The macOS Monterey 12.2 and iOS 15.3 release candidates that were released earlier today reportedly address a Safari bug that can reveal your recent browsing history and even expose your identity.
The bug allows websites that use IndexedDB to access the names of IndexedDB databases generated by other websites during a user’s browsing session. One website could use the bug to track the other websites visited by the user in different tabs or windows, as the database names are often unique and specific to each website. The correct behavior should be that websites only have access to their own IndexedDB databases.
Some websites use unique user-specific identifiers in IndexedDB database names. One such site, YouTube, creates databases that include a user’s authenticated Google User ID in the name, and this identifier can be used in combination with Google APIs to fetch personal information about the user, such as a profile picture, according to FingerprintJS. Bad actors could use the information to determine a user’s identity.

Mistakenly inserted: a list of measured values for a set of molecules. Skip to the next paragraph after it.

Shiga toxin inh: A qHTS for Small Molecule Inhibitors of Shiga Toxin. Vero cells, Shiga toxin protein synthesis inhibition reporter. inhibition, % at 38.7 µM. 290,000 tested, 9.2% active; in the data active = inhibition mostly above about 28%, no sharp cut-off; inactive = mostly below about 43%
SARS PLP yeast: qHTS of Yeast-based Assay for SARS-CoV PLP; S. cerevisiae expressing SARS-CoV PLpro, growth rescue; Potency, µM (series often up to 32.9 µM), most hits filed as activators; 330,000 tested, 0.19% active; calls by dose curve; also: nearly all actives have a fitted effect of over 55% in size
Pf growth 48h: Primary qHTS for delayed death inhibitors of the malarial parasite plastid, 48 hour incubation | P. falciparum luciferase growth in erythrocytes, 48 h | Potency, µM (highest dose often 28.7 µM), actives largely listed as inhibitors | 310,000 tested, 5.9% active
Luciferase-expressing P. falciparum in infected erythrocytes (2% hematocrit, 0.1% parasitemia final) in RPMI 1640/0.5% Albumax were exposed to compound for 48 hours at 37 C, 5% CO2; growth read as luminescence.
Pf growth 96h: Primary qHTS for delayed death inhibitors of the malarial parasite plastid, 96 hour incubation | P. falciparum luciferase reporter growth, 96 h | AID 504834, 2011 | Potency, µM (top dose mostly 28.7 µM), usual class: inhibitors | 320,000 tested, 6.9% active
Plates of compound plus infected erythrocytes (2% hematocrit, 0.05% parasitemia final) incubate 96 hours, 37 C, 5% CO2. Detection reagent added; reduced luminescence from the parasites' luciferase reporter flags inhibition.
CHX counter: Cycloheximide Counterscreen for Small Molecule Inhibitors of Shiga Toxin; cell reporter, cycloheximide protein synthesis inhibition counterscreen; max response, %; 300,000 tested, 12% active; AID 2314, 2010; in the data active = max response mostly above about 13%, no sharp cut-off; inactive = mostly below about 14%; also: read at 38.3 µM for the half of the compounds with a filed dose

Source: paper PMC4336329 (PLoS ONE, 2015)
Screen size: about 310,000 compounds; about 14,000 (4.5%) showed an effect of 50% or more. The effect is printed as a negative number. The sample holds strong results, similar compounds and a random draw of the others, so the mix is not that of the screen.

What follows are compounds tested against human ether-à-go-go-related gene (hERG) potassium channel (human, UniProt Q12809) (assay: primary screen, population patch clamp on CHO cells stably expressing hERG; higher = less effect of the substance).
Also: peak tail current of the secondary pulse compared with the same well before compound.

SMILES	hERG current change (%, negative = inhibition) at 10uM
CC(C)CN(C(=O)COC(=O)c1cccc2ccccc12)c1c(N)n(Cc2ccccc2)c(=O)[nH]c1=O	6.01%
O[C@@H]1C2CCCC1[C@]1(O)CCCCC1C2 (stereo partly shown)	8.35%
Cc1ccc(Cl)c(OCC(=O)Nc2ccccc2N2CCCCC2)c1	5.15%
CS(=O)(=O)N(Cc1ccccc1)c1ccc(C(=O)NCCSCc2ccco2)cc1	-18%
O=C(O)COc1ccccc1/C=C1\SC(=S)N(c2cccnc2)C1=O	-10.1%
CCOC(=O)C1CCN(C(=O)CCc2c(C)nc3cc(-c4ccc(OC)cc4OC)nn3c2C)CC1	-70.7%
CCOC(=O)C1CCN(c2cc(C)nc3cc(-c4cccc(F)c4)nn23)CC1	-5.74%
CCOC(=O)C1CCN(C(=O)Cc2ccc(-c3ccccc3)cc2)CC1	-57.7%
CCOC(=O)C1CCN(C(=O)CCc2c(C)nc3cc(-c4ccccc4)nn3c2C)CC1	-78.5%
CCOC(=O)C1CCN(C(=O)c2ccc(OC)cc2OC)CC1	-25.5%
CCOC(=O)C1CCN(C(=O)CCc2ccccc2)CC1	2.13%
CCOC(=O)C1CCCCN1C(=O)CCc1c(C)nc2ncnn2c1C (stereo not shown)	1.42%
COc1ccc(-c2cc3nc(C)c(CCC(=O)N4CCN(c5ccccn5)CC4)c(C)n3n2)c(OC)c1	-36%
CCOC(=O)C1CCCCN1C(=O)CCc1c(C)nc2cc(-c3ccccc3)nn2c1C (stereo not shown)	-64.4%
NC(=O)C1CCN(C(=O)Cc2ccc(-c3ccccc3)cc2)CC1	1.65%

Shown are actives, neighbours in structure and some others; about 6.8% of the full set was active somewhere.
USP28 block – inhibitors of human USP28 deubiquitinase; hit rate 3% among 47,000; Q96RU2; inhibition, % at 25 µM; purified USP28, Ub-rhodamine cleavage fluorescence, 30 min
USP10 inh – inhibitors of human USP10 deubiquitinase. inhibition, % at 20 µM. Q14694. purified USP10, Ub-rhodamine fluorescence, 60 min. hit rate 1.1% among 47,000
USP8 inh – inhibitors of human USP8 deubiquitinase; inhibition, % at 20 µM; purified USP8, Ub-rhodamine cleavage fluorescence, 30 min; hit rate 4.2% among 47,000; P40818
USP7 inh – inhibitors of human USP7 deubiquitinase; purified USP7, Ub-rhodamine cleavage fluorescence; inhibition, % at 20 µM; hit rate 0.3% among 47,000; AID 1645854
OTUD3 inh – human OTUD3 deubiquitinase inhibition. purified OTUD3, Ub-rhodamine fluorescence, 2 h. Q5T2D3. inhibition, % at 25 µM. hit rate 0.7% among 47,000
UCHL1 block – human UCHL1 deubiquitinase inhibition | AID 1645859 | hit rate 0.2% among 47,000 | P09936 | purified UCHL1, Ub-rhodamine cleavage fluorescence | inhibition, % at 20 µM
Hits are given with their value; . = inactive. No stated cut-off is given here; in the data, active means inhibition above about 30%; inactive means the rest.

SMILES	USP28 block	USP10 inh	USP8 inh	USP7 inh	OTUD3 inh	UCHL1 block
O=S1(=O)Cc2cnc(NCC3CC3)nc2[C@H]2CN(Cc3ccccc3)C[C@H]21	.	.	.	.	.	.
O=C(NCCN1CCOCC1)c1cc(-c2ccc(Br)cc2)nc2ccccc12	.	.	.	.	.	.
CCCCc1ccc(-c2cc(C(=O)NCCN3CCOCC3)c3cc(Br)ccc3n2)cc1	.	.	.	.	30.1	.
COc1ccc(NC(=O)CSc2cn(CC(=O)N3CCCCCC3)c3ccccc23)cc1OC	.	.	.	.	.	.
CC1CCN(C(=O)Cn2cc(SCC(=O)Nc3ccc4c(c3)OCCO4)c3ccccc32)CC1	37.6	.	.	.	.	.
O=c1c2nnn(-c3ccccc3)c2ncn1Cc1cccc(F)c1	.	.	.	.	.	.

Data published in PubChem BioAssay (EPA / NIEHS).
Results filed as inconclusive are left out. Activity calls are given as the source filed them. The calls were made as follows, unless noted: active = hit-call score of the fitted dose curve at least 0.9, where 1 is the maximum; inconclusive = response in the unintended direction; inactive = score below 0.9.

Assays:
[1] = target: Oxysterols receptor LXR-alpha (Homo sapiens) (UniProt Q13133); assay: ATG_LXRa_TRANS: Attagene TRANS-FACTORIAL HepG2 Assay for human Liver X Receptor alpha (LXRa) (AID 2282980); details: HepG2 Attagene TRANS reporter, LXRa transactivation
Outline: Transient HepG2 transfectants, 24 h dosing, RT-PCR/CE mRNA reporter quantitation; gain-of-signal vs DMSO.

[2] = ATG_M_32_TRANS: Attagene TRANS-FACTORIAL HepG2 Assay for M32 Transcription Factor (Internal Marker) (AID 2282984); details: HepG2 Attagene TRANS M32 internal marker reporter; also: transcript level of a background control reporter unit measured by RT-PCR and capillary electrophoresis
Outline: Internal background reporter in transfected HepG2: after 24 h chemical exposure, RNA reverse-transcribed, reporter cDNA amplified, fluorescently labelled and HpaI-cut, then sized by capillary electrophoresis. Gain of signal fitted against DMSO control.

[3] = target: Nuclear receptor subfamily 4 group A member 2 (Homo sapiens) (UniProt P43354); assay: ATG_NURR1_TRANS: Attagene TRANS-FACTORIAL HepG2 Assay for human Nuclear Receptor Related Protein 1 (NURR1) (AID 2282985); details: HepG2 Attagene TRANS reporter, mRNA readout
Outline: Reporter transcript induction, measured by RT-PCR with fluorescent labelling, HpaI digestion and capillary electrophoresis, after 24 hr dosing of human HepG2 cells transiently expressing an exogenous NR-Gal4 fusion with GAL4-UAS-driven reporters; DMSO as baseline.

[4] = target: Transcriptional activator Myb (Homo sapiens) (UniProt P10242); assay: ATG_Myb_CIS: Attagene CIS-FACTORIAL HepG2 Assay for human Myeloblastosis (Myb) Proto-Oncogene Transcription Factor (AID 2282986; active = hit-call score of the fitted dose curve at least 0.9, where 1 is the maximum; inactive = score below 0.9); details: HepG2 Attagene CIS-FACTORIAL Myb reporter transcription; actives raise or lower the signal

The bug affects recent versions of browsers using Apple’s open-source browser engine WebKit, including Safari 15 for Mac and Safari on all versions of iOS 15 and iPadOS 15. Third-party iOS and iPadOS browsers are also affected, as Apple requires all browsers to use WebKit on the iPhone and iPad.
FingerprintJS published a demo website to let users check to see whether they’re impacted, and 9to5Mac reports that after updating to the release candidate, the website detects no security holes.